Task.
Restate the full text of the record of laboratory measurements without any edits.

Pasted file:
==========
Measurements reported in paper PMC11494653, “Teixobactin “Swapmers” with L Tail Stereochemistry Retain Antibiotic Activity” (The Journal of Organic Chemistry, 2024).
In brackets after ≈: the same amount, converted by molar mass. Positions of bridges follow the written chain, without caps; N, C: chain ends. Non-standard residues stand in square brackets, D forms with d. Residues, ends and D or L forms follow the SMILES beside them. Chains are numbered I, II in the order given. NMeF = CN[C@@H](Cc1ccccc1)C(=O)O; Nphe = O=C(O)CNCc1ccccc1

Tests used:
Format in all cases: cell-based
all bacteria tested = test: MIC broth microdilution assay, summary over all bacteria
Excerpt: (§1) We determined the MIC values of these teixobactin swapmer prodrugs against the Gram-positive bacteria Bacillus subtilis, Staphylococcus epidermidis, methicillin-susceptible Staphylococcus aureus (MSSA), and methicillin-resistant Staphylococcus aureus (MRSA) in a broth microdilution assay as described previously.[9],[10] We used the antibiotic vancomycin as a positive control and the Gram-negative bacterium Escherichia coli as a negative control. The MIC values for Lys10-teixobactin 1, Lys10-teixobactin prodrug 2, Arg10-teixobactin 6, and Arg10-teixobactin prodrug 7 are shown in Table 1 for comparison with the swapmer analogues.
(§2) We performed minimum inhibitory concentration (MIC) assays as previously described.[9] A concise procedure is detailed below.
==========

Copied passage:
Measurements reported in paper PMC11494653, “Teixobactin “Swapmers” with L Tail Stereochemistry Retain Antibiotic Activity” (The Journal of Organic Chemistry, 2024).
In brackets after ≈: the same amount, converted by molar mass. Positions of bridges follow the written chain, without caps; N, C: chain ends. Non-standard residues stand in square brackets, D forms with d. Residues, ends and D or L forms follow the SMILES beside them. Chains are numbered I, II in the order given. NMeF = CN[C@@H](Cc1ccccc1)C(=O)O; Nphe = O=C(O)CNCc1ccccc1

Tests used:
Format in all cases: cell-based
all bacteria tested = test: MIC broth microdilution assay, summary over all bacteria
Excerpt: (§1) We determined the MIC values of these teixobactin swapmer prodrugs against the Gram-positive bacteria Bacillus subtilis, Staphylococcus epidermidis, methicillin-susceptible Staphylococcus aureus (MSSA), and methicillin-resistant Staphylococcus aureus (MRSA) in a broth microdilution assay as described previously.[9],[10] We used the antibiotic vancomycin as a positive control and the Gram-negative bacterium Escherichia coli as a negative control. The MIC values for Lys10-teixobactin 1, Lys10-teixobactin prodrug 2, Arg10-teixobactin 6, and Arg10-teixobactin prodrug 7 are shown in Table 1 for comparison with the swapmer analogues.
(§2) We performed minimum inhibitory concentration (MIC) assays as previously described.[9] A concise procedure is detailed below.